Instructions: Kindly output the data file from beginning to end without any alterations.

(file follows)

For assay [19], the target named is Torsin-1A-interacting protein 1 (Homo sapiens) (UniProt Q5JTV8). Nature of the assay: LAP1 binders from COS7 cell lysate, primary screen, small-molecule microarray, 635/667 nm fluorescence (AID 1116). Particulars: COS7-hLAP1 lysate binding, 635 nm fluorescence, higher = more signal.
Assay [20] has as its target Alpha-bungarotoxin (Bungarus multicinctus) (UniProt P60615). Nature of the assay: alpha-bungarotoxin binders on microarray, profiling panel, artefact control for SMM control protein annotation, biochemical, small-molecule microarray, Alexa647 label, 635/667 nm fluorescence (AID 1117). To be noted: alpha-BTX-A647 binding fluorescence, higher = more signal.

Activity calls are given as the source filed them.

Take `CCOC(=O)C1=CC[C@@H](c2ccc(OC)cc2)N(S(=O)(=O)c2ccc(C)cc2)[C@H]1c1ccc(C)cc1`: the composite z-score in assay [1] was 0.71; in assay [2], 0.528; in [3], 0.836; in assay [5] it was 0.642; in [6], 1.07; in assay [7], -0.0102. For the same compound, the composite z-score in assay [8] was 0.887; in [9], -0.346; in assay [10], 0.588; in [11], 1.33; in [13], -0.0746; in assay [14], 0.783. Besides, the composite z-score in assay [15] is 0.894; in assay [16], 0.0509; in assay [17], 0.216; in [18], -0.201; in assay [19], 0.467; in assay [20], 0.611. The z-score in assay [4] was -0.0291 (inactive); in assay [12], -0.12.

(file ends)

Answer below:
For assay [19], the target named is Torsin-1A-interacting protein 1 (Homo sapiens) (UniProt Q5JTV8). Nature of the assay: LAP1 binders from COS7 cell lysate, primary screen, small-molecule microarray, 635/667 nm fluorescence (AID 1116). Particulars: COS7-hLAP1 lysate binding, 635 nm fluorescence, higher = more signal.
Assay [20] has as its target Alpha-bungarotoxin (Bungarus multicinctus) (UniProt P60615). Nature of the assay: alpha-bungarotoxin binders on microarray, profiling panel, artefact control for SMM control protein annotation, biochemical, small-molecule microarray, Alexa647 label, 635/667 nm fluorescence (AID 1117). To be noted: alpha-BTX-A647 binding fluorescence, higher = more signal.

Activity calls are given as the source filed them.

Take `CCOC(=O)C1=CC[C@@H](c2ccc(OC)cc2)N(S(=O)(=O)c2ccc(C)cc2)[C@H]1c1ccc(C)cc1`: the composite z-score in assay [1] was 0.71; in assay [2], 0.528; in [3], 0.836; in assay [5] it was 0.642; in [6], 1.07; in assay [7], -0.0102. For the same compound, the composite z-score in assay [8] was 0.887; in [9], -0.346; in assay [10], 0.588; in [11], 1.33; in [13], -0.0746; in assay [14], 0.783. Besides, the composite z-score in assay [15] is 0.894; in assay [16], 0.0509; in assay [17], 0.216; in [18], -0.201; in assay [19], 0.467; in assay [20], 0.611. The z-score in assay [4] was -0.0291 (inactive); in assay [12], -0.12.